On this day I am grateful for my unborn child. I’ve not shared this with many, but almost 20 years ago, when I was 16, I got pregnant. I felt ashamed, embarrassed, and disappointed. But most of all, I was just plain old scared. I was scared of what my father was going to do to me when he found out. He would have killed me—or come very close to it. And who could blame him? After all, I deserved to be punished. I was supposed to be a good girl and if I was pregnant, that meant I was having sex, and good girls simply did not do that. It also didn’t help that I’d begun having sex simply because my boyfriend wanted to. I wasn’t even remotely curious about sex. I just really wanted to be loved so when he showed me in a most non-discreet and obvious way where we were headed, I fell silent and complicit. I thought to myself, “Oh wow, I guess I’m going to have sex now.” And I did. I felt ashamed, but that was when and how he showed me attention and I desperately wanted his attention, so I continued to engage. I acted like I liked it. I acted as if I wanted it, but I didn’t and I died a little inside each time I succumbed to his will. I was in agony. Winding up a sobbing hot mess on the bathroom floor after reading the positive result on a pregnancy test only pushed me further into the abyss. I decided that I wouldn’t tell my parents. I’d get an abortion and never think about it again. But for the next 10 years, all I could think about was that baby and the horrible thing I’d done. The abortion only fueled the war I’d unconsciously waged against my already fragile self-esteem. I was in misery every single day.

A few days after the procedure, my mom found my medication. She’s a nurse so she knew exactly what the pills were. Too ashamed and afraid to tell her, I lied. I said they belonged to my best friend. She believed me—or at least she really wanted to. I felt so bad that I confessed to my friend. Being the wonderful friend she was/is, all she said was “Well, your parents already think I’m fast so a little less respect from them won’t hurt me.” Now it would seem that I’d been given a pass so that meant that I should’ve been ok from that point forward. But I wasn’t. I actually felt worse. In my mind, not only was I a fornicator and a murderer, but I was also a liar with no morals and a horrible friend. I deserved a fate worse than death. I deserved to be brutally punished over and over until I wished for death. And because I was so low, I didn’t even deserve to be relieved of my agony through death. For over a decade I rooted myself in this torment. I would be 27 years old, finding myself pregnant for the second time when I recognized that everything I was feeling was nothing but guilt and I had been wallowing in it. Before I gave birth to Jasmine, I thought about my unborn child every day. What would she/he look like? What would I have named him/her? What kind of mother would I have been? I didn’t believe I’d ever get the chance to become a mother. After all, I didn’t deserve it. When I found myself pregnant with Jasmine, I was happy but afraid. I was afraid every day of my pregnancy. I thought something would go wrong. I thought I deserved for something to go wrong. How dare I enjoy the beauty of motherhood after what I’d done to my first child? Once Jasmine was born, a peace wavered over me that said, “Enough. You must take care of this little girl who is here. It’s ok. You’ve punished yourself enough. Now stop this foolishness. It’s time to enjoy.”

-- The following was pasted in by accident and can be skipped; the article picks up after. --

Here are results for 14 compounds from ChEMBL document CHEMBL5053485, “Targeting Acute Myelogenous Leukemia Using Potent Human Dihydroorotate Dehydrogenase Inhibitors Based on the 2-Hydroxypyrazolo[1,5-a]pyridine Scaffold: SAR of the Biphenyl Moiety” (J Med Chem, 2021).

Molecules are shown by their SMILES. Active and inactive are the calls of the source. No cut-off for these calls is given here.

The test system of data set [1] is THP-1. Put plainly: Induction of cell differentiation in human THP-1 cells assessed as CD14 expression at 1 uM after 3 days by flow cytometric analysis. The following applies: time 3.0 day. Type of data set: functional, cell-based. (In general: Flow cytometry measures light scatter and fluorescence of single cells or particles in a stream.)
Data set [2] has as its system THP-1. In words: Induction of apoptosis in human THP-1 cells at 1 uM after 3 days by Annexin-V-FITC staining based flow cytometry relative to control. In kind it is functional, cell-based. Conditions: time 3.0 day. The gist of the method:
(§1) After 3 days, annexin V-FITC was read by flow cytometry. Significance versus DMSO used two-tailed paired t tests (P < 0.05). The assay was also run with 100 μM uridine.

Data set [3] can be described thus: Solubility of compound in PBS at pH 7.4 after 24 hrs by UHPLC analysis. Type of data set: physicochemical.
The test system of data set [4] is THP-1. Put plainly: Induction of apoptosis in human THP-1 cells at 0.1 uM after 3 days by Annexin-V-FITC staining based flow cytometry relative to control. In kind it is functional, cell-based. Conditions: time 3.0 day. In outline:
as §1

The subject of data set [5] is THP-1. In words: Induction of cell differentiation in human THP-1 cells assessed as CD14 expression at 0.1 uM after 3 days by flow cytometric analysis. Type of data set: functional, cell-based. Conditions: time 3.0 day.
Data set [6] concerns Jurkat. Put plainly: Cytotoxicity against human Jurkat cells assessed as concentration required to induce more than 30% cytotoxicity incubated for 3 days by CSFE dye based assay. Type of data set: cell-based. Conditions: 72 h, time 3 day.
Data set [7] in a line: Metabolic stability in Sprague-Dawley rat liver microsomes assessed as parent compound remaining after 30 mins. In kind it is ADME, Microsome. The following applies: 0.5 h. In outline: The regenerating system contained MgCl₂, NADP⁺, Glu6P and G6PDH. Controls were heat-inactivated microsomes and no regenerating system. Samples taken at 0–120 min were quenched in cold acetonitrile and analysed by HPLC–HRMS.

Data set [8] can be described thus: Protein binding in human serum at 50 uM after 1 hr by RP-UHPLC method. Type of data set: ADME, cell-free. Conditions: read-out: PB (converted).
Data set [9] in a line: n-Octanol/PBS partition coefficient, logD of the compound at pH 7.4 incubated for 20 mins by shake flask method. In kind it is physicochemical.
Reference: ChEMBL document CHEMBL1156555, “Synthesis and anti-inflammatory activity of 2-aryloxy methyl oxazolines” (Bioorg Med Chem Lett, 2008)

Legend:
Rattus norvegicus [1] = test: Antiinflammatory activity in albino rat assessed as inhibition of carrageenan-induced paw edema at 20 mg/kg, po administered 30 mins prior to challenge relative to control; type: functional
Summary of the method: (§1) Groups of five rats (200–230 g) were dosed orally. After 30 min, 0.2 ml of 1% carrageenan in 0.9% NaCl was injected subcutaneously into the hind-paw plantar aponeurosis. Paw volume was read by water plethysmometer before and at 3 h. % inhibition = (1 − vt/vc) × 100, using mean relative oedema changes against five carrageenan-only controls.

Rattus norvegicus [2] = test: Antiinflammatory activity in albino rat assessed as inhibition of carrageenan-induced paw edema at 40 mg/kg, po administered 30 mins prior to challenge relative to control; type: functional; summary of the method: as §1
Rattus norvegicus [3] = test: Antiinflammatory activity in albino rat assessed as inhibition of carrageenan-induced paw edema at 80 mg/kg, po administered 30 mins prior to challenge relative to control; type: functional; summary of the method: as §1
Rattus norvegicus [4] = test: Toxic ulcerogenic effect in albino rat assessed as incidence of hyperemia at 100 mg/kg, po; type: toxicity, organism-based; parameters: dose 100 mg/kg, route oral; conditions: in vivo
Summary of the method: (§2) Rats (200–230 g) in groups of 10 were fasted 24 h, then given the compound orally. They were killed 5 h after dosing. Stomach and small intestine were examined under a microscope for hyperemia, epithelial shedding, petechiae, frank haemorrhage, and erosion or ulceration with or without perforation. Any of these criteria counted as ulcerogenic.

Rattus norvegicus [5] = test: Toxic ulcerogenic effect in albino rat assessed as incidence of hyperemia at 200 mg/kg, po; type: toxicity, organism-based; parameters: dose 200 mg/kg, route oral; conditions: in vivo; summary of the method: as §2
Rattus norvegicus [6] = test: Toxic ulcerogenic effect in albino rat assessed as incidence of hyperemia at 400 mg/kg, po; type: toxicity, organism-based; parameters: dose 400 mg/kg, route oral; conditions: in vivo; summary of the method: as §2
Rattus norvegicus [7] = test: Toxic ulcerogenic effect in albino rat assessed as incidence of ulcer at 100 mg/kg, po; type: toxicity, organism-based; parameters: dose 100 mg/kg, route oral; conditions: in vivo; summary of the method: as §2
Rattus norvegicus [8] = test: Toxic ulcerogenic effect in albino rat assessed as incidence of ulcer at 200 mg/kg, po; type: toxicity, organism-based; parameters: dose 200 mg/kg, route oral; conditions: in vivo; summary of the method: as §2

I’ve heard it said that the soul of an unborn child simply waits until the next time to be born to their mother. So I don’t know if Jasmine was the soul waiting to be born through my unborn child at that time, or if my unborn child was another soul who has gone on to glory. But I do know, that I love that unborn child with all my might and I appreciate my unborn child. Through that brief encounter, that beautiful little soul has touched my life in a most amazing way. That soul taught me that guilt is a monster that serves no one. Guilt is a beast that robs of all joy. I wasn’t even able to get the lesson intended for me because I was stuck in my shame spiral. Through my unborn child I learned that guilt and sorrow are not the same. Sorrow says, “I messed up. I won’t do that again.” But guilt doesn’t. Guilt isn’t necessarily sorry for the act.  It simply feels bad about it because it knows the act goes against your moral compass.  Sorrow seeks to make amends.  Guilt just wants to feel better.  Guilt will continue to repeat the same thing and cry afterward having the nerve to say “Oh I feel so bad.” Yes I was sorry for my mis-steps, and I never did repeat the same mistake. However, the guilt is what allowed, even compelled me, to remain in the horrible cycle of punishing myself time and again. The guilt prohibited me from receiving and enjoying good. That unborn child also taught me compassion. Before I found myself pregnant, I judged young, unwed mothers. I looked down upon them. They were something to point at while I puffed up my chest and told myself how much better than they I was. The sweet irony of ending up just like them forced me to bake and eat my very own humble pie. While it wasn’t as sweet as I would have liked, it was very necessary and it was sustenance for my soul. I learned that we are all on our own journey and no one person is better than any other. We may cling to petty and superficial ties to make ourselves feel superior, but underneath all that bravado lays insecurity. But our insecurity is no excuse for having the audacity to think we can judge another. I’m still not convinced that I didn’t make the best decision for me at the time, but what I am convinced of is that it was all par for my course and I’m thankful for it. If my unborn child can hear me, I simply want to say that even though I didn’t birth you, I love you with all my heart and know that Mommy finally got the lesson. Thank you.